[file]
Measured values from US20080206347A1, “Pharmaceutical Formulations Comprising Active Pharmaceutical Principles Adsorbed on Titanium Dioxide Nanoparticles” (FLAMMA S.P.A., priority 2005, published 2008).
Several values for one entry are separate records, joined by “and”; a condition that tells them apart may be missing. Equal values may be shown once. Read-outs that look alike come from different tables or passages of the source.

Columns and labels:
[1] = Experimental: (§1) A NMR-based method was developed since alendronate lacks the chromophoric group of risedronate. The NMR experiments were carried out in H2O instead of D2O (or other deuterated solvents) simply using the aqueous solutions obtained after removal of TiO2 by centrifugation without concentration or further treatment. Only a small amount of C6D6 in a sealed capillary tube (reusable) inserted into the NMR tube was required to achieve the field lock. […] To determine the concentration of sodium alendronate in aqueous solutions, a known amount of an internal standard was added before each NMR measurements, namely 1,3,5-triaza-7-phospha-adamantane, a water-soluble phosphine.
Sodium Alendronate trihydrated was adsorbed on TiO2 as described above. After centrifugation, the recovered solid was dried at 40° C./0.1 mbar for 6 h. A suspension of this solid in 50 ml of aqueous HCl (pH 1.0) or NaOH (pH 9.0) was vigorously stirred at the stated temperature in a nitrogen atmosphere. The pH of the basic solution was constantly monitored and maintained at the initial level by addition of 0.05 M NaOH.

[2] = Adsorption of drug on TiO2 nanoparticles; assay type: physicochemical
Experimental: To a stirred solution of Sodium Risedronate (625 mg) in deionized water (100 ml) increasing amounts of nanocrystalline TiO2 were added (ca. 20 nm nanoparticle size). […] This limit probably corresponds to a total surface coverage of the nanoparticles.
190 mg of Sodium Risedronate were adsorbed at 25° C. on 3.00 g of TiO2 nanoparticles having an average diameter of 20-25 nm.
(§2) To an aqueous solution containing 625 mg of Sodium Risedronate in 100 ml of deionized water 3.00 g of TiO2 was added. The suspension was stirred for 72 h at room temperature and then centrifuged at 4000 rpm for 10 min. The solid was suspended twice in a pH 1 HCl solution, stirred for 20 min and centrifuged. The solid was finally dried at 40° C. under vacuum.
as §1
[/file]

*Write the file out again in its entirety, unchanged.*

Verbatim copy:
Measured values from US20080206347A1, “Pharmaceutical Formulations Comprising Active Pharmaceutical Principles Adsorbed on Titanium Dioxide Nanoparticles” (FLAMMA S.P.A., priority 2005, published 2008).
Several values for one entry are separate records, joined by “and”; a condition that tells them apart may be missing. Equal values may be shown once. Read-outs that look alike come from different tables or passages of the source.

Columns and labels:
[1] = Experimental: (§1) A NMR-based method was developed since alendronate lacks the chromophoric group of risedronate. The NMR experiments were carried out in H2O instead of D2O (or other deuterated solvents) simply using the aqueous solutions obtained after removal of TiO2 by centrifugation without concentration or further treatment. Only a small amount of C6D6 in a sealed capillary tube (reusable) inserted into the NMR tube was required to achieve the field lock. […] To determine the concentration of sodium alendronate in aqueous solutions, a known amount of an internal standard was added before each NMR measurements, namely 1,3,5-triaza-7-phospha-adamantane, a water-soluble phosphine.
Sodium Alendronate trihydrated was adsorbed on TiO2 as described above. After centrifugation, the recovered solid was dried at 40° C./0.1 mbar for 6 h. A suspension of this solid in 50 ml of aqueous HCl (pH 1.0) or NaOH (pH 9.0) was vigorously stirred at the stated temperature in a nitrogen atmosphere. The pH of the basic solution was constantly monitored and maintained at the initial level by addition of 0.05 M NaOH.

[2] = Adsorption of drug on TiO2 nanoparticles; assay type: physicochemical
Experimental: To a stirred solution of Sodium Risedronate (625 mg) in deionized water (100 ml) increasing amounts of nanocrystalline TiO2 were added (ca. 20 nm nanoparticle size). […] This limit probably corresponds to a total surface coverage of the nanoparticles.
190 mg of Sodium Risedronate were adsorbed at 25° C. on 3.00 g of TiO2 nanoparticles having an average diameter of 20-25 nm.
(§2) To an aqueous solution containing 625 mg of Sodium Risedronate in 100 ml of deionized water 3.00 g of TiO2 was added. The suspension was stirred for 72 h at room temperature and then centrifuged at 4000 rpm for 10 min. The solid was suspended twice in a pH 1 HCl solution, stirred for 20 min and centrifuged. The solid was finally dried at 40° C. under vacuum.
as §1